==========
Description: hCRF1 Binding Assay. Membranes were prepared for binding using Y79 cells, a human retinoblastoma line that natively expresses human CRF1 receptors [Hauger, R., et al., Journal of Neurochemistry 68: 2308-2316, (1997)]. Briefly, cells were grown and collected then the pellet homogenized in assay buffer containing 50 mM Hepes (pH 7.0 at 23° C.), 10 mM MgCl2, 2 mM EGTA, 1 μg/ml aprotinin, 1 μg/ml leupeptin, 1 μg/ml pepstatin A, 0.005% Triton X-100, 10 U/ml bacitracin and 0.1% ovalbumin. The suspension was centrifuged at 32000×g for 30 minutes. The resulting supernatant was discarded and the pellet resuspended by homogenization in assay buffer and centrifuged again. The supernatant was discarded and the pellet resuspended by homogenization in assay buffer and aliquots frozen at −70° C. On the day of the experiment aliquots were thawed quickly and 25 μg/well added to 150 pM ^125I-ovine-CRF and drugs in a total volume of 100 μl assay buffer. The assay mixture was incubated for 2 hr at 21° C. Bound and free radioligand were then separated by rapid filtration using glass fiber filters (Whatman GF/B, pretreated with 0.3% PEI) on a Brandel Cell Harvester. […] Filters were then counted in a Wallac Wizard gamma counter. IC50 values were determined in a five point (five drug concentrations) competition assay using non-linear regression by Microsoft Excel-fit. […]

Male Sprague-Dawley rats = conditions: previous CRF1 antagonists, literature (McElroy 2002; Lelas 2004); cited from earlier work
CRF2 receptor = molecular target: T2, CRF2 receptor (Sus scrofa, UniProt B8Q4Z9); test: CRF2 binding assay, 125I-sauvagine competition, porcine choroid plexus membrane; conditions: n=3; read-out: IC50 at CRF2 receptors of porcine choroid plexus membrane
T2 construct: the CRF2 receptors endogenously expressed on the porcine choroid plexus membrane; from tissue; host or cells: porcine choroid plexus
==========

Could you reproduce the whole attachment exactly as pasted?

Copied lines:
Description: hCRF1 Binding Assay. Membranes were prepared for binding using Y79 cells, a human retinoblastoma line that natively expresses human CRF1 receptors [Hauger, R., et al., Journal of Neurochemistry 68: 2308-2316, (1997)]. Briefly, cells were grown and collected then the pellet homogenized in assay buffer containing 50 mM Hepes (pH 7.0 at 23° C.), 10 mM MgCl2, 2 mM EGTA, 1 μg/ml aprotinin, 1 μg/ml leupeptin, 1 μg/ml pepstatin A, 0.005% Triton X-100, 10 U/ml bacitracin and 0.1% ovalbumin. The suspension was centrifuged at 32000×g for 30 minutes. The resulting supernatant was discarded and the pellet resuspended by homogenization in assay buffer and centrifuged again. The supernatant was discarded and the pellet resuspended by homogenization in assay buffer and aliquots frozen at −70° C. On the day of the experiment aliquots were thawed quickly and 25 μg/well added to 150 pM ^125I-ovine-CRF and drugs in a total volume of 100 μl assay buffer. The assay mixture was incubated for 2 hr at 21° C. Bound and free radioligand were then separated by rapid filtration using glass fiber filters (Whatman GF/B, pretreated with 0.3% PEI) on a Brandel Cell Harvester. […] Filters were then counted in a Wallac Wizard gamma counter. IC50 values were determined in a five point (five drug concentrations) competition assay using non-linear regression by Microsoft Excel-fit. […]

Male Sprague-Dawley rats = conditions: previous CRF1 antagonists, literature (McElroy 2002; Lelas 2004); cited from earlier work
CRF2 receptor = molecular target: T2, CRF2 receptor (Sus scrofa, UniProt B8Q4Z9); test: CRF2 binding assay, 125I-sauvagine competition, porcine choroid plexus membrane; conditions: n=3; read-out: IC50 at CRF2 receptors of porcine choroid plexus membrane
T2 construct: the CRF2 receptors endogenously expressed on the porcine choroid plexus membrane; from tissue; host or cells: porcine choroid plexus